"We do need dialogue, we need genuine and inclusive dialogue beyond just political parties but that includes citizens, trade unions and other stakeholders," he said.

"The reality is that the regime is not genuine about dialogue, so as a first step, we need to acknowledge that all of us have a role to play and we need to figure out what that role is.

"I am driven by the vision of a better Zimbabwe and that keeps me going.

"I am inspired by the people I work with, I work with the teachers who have been through a lot and have gone through much worse experiences.

"God is a God of justice who calls his people to stand up and fight for justice."

Coltart has been detained more than three times for representing government critics and has been assaulted while in police detention.

He believes the abuse by the law enforcement agents is linked to the attacks on social media by government officials like Charamba.

"I am willing to stand up against abuse and they don't take it lightly. "They are used to people who remain quiet in the wake of abuse and when I do what I do, they don't take it well," he added.

"When I get attacked by people like George Charamba, it encourages and incites their foot soldiers like the police to mete out that kind of violence."

Coltart, who went to the University of Cape Town in South Africa, said he would never be driven out of Zimbabwe by the abuse.

"I came back to Zimbabwe by choice," he declared. "I used be in the diaspora, I studied outside the country and I came here by choice and I knew what I was getting myself into.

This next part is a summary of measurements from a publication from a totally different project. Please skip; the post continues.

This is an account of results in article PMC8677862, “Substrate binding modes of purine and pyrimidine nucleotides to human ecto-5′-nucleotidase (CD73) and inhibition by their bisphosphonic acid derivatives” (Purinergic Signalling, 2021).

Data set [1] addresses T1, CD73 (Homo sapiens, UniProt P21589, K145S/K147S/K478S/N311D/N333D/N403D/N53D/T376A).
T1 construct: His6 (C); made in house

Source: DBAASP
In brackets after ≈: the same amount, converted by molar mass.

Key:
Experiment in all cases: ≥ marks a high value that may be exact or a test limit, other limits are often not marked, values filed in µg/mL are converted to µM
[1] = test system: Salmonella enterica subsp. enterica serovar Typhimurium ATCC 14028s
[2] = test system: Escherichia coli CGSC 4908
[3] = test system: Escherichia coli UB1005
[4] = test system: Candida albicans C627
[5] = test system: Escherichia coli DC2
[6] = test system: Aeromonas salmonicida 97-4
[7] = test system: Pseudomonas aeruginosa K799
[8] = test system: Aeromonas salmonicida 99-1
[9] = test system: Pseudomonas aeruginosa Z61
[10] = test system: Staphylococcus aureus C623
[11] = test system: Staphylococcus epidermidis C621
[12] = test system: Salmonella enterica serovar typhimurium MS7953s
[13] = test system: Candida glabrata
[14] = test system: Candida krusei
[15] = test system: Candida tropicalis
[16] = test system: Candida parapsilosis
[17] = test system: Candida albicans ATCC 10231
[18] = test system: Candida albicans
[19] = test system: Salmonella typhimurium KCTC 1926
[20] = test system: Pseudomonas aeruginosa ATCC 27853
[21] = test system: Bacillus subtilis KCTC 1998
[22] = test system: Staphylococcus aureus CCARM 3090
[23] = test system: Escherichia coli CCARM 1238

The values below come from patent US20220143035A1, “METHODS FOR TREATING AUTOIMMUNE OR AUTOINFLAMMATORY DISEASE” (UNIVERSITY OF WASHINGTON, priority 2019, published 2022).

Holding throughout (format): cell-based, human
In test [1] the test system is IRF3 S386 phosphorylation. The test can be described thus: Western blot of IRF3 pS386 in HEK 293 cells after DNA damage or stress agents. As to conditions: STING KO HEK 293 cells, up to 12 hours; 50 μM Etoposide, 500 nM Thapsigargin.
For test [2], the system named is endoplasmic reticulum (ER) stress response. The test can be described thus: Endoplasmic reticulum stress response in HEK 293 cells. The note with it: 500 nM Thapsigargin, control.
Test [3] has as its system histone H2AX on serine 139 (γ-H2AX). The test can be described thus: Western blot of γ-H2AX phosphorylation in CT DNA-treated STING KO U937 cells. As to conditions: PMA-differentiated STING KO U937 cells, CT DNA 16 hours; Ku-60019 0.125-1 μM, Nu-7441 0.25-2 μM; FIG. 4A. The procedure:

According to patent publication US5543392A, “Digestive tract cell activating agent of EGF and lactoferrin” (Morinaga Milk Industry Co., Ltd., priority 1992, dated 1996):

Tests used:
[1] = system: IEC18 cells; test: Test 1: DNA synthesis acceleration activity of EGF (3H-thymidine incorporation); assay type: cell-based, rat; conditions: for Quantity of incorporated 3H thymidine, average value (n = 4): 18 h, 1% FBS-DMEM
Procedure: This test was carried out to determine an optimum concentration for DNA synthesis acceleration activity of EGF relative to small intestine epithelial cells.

"I came here to do the work that I am doing. I expected the type of response that I am getting."

He also believes the racial attacks by government officials and people using ghost accounts on Twitter would not change perceptions about the work he does.

"These are really horrible, especially because they are untrue. I am someone who detests racism and I fight against racism and to be accused of that is horrible," he said.

" What comforts me is that in my experience, the vast majority of Zimbabweans accept me purely as a Zimbabwean and it's only this elite and sometimes faceless characters who try to use race as a weapon against me but it's not bought by the vast majority of ordinary Zimbabweans.

"I am pro-Zimbabwe and I want to see a better Zimbabwe. The current regime is perpetuating human rights abuses, destroying people's livelihoods and looting wealth meant to benefit the people, yes I am against that.

"The human rights situation has really gone bad. It is worse now than it has been in the last decade of the old regime.

"There were dark patches in the Mugabe rule, Gukurahundi, the June 2008 violence and so on but between 2009 And 2017, the situation was better than what it is now."

Coltart is the son of former Education minister David Coltart, who is also the MDC treasurer-general.

Coltart senior is also a favourite target of the Varakashi and often comes to his son's defence whenever the online brigade goes after him.

Source - the standard